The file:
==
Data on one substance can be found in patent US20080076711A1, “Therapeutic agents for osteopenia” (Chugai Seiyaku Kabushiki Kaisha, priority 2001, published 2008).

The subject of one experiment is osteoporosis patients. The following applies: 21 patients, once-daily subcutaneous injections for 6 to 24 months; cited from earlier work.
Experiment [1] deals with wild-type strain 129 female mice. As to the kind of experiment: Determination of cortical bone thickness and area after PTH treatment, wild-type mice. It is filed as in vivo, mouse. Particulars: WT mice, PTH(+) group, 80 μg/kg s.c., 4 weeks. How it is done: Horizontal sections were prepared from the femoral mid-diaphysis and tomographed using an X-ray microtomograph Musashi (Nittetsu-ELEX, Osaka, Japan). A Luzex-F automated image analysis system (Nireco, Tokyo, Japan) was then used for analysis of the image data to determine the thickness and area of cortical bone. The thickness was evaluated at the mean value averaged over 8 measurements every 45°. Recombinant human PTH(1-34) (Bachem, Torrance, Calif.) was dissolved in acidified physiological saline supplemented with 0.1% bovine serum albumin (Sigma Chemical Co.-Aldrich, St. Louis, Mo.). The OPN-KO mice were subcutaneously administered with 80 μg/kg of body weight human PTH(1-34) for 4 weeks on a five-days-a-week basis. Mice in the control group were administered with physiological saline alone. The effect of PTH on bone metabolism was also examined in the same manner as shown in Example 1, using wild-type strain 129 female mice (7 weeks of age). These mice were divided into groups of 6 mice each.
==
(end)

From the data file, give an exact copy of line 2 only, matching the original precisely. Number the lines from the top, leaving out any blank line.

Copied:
The subject of one experiment is osteoporosis patients. The following applies: 21 patients, once-daily subcutaneous injections for 6 to 24 months; cited from earlier work.